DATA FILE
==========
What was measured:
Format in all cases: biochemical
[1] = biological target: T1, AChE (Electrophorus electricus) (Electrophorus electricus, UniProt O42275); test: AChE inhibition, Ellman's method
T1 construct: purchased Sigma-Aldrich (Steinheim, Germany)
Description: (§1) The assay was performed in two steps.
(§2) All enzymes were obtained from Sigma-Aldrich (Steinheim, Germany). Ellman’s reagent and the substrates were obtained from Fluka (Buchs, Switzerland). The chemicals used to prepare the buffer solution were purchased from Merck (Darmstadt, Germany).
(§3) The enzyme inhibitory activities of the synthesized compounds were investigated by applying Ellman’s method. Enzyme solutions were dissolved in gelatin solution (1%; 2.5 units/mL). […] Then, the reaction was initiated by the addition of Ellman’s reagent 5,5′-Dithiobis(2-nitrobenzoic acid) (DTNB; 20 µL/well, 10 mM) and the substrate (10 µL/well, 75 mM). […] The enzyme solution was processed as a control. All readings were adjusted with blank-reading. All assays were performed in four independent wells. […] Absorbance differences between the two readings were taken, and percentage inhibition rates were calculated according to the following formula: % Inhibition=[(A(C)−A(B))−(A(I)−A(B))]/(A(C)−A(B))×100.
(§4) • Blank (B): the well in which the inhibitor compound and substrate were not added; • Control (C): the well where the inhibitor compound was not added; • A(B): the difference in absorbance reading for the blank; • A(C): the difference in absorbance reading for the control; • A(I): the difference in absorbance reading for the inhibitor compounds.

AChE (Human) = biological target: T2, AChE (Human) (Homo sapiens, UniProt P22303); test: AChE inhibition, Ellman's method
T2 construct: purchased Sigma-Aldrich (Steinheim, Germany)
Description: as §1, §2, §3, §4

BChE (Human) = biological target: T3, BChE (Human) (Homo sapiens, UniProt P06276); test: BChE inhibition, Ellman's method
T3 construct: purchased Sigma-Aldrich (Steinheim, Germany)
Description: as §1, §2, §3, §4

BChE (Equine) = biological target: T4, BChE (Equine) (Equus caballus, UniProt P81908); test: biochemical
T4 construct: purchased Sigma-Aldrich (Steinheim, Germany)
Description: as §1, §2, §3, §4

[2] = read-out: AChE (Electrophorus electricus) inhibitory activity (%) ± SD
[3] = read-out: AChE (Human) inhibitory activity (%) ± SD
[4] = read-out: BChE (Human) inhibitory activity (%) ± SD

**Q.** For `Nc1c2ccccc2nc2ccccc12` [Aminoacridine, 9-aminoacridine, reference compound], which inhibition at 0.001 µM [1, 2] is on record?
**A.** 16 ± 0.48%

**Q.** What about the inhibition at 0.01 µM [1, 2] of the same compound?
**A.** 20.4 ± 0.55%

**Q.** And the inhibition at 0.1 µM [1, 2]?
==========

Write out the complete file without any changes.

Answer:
What was measured:
Format in all cases: biochemical
[1] = biological target: T1, AChE (Electrophorus electricus) (Electrophorus electricus, UniProt O42275); test: AChE inhibition, Ellman's method
T1 construct: purchased Sigma-Aldrich (Steinheim, Germany)
Description: (§1) The assay was performed in two steps.
(§2) All enzymes were obtained from Sigma-Aldrich (Steinheim, Germany). Ellman’s reagent and the substrates were obtained from Fluka (Buchs, Switzerland). The chemicals used to prepare the buffer solution were purchased from Merck (Darmstadt, Germany).
(§3) The enzyme inhibitory activities of the synthesized compounds were investigated by applying Ellman’s method. Enzyme solutions were dissolved in gelatin solution (1%; 2.5 units/mL). […] Then, the reaction was initiated by the addition of Ellman’s reagent 5,5′-Dithiobis(2-nitrobenzoic acid) (DTNB; 20 µL/well, 10 mM) and the substrate (10 µL/well, 75 mM). […] The enzyme solution was processed as a control. All readings were adjusted with blank-reading. All assays were performed in four independent wells. […] Absorbance differences between the two readings were taken, and percentage inhibition rates were calculated according to the following formula: % Inhibition=[(A(C)−A(B))−(A(I)−A(B))]/(A(C)−A(B))×100.
(§4) • Blank (B): the well in which the inhibitor compound and substrate were not added; • Control (C): the well where the inhibitor compound was not added; • A(B): the difference in absorbance reading for the blank; • A(C): the difference in absorbance reading for the control; • A(I): the difference in absorbance reading for the inhibitor compounds.

AChE (Human) = biological target: T2, AChE (Human) (Homo sapiens, UniProt P22303); test: AChE inhibition, Ellman's method
T2 construct: purchased Sigma-Aldrich (Steinheim, Germany)
Description: as §1, §2, §3, §4

BChE (Human) = biological target: T3, BChE (Human) (Homo sapiens, UniProt P06276); test: BChE inhibition, Ellman's method
T3 construct: purchased Sigma-Aldrich (Steinheim, Germany)
Description: as §1, §2, §3, §4

BChE (Equine) = biological target: T4, BChE (Equine) (Equus caballus, UniProt P81908); test: biochemical
T4 construct: purchased Sigma-Aldrich (Steinheim, Germany)
Description: as §1, §2, §3, §4

[2] = read-out: AChE (Electrophorus electricus) inhibitory activity (%) ± SD
[3] = read-out: AChE (Human) inhibitory activity (%) ± SD
[4] = read-out: BChE (Human) inhibitory activity (%) ± SD

**Q.** For `Nc1c2ccccc2nc2ccccc12` [Aminoacridine, 9-aminoacridine, reference compound], which inhibition at 0.001 µM [1, 2] is on record?
**A.** 16 ± 0.48%

**Q.** What about the inhibition at 0.01 µM [1, 2] of the same compound?
**A.** 20.4 ± 0.55%

**Q.** And the inhibition at 0.1 µM [1, 2]?